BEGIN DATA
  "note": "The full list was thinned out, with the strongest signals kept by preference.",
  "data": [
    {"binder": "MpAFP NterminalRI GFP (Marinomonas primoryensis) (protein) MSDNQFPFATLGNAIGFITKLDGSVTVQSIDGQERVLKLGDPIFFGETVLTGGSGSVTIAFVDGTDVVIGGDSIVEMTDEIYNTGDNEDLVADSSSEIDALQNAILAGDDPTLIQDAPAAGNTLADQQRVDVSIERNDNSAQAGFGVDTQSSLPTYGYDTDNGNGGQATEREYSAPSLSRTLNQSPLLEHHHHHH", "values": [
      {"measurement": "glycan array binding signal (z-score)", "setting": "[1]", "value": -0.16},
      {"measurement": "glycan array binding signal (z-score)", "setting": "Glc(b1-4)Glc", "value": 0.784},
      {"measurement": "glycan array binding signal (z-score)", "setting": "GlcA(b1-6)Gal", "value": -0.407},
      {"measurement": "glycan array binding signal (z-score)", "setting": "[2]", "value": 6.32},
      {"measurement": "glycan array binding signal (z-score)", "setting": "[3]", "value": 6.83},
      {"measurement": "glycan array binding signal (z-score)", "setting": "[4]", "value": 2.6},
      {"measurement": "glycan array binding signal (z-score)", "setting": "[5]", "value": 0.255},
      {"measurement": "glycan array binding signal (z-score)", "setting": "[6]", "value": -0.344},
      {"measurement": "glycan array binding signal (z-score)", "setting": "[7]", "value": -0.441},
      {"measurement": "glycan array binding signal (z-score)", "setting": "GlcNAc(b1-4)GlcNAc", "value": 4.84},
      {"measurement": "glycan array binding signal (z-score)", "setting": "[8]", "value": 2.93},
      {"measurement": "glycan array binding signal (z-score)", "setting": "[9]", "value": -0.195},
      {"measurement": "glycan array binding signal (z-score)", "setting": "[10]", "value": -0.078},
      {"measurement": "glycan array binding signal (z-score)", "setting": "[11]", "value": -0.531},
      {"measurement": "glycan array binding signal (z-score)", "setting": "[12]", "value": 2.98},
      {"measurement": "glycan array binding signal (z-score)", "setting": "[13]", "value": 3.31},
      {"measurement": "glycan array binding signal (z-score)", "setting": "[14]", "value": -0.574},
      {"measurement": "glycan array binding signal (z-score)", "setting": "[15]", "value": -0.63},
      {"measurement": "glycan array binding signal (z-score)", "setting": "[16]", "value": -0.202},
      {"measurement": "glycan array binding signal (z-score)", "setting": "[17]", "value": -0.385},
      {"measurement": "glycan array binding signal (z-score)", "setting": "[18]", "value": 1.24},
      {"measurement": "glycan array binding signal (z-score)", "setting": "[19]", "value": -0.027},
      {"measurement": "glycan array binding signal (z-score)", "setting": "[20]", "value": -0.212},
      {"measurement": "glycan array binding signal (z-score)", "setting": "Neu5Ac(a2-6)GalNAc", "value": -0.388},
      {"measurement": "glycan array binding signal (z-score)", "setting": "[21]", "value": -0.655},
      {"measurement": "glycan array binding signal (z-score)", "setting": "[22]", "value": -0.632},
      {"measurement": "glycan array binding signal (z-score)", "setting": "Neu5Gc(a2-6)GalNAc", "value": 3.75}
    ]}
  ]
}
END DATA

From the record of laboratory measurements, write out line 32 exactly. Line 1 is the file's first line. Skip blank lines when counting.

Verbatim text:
  ]